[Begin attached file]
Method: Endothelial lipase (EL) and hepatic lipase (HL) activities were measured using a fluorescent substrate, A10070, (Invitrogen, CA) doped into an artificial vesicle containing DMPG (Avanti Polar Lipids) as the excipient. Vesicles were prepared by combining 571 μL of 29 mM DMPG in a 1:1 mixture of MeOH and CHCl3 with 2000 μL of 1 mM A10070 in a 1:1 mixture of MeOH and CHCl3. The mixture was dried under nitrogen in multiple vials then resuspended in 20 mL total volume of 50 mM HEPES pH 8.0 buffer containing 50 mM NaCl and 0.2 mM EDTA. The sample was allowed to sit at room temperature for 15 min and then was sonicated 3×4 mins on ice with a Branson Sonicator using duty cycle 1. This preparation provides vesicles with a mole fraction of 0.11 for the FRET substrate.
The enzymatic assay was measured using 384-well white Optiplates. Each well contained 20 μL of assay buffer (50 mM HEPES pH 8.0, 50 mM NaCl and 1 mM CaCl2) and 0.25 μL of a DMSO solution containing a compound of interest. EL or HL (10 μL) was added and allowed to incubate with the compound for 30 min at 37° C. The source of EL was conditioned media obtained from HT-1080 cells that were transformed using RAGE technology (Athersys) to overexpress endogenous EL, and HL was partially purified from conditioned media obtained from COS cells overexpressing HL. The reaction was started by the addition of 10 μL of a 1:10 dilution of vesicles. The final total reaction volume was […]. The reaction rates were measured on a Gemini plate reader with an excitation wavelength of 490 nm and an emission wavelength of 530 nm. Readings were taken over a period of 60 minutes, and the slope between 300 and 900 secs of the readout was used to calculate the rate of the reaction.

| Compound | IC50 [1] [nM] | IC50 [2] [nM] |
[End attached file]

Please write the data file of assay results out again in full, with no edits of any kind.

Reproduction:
Method: Endothelial lipase (EL) and hepatic lipase (HL) activities were measured using a fluorescent substrate, A10070, (Invitrogen, CA) doped into an artificial vesicle containing DMPG (Avanti Polar Lipids) as the excipient. Vesicles were prepared by combining 571 μL of 29 mM DMPG in a 1:1 mixture of MeOH and CHCl3 with 2000 μL of 1 mM A10070 in a 1:1 mixture of MeOH and CHCl3. The mixture was dried under nitrogen in multiple vials then resuspended in 20 mL total volume of 50 mM HEPES pH 8.0 buffer containing 50 mM NaCl and 0.2 mM EDTA. The sample was allowed to sit at room temperature for 15 min and then was sonicated 3×4 mins on ice with a Branson Sonicator using duty cycle 1. This preparation provides vesicles with a mole fraction of 0.11 for the FRET substrate.
The enzymatic assay was measured using 384-well white Optiplates. Each well contained 20 μL of assay buffer (50 mM HEPES pH 8.0, 50 mM NaCl and 1 mM CaCl2) and 0.25 μL of a DMSO solution containing a compound of interest. EL or HL (10 μL) was added and allowed to incubate with the compound for 30 min at 37° C. The source of EL was conditioned media obtained from HT-1080 cells that were transformed using RAGE technology (Athersys) to overexpress endogenous EL, and HL was partially purified from conditioned media obtained from COS cells overexpressing HL. The reaction was started by the addition of 10 μL of a 1:10 dilution of vesicles. The final total reaction volume was […]. The reaction rates were measured on a Gemini plate reader with an excitation wavelength of 490 nm and an emission wavelength of 530 nm. Readings were taken over a period of 60 minutes, and the slope between 300 and 900 secs of the readout was used to calculate the rate of the reaction.

| Compound | IC50 [1] [nM] | IC50 [2] [nM] |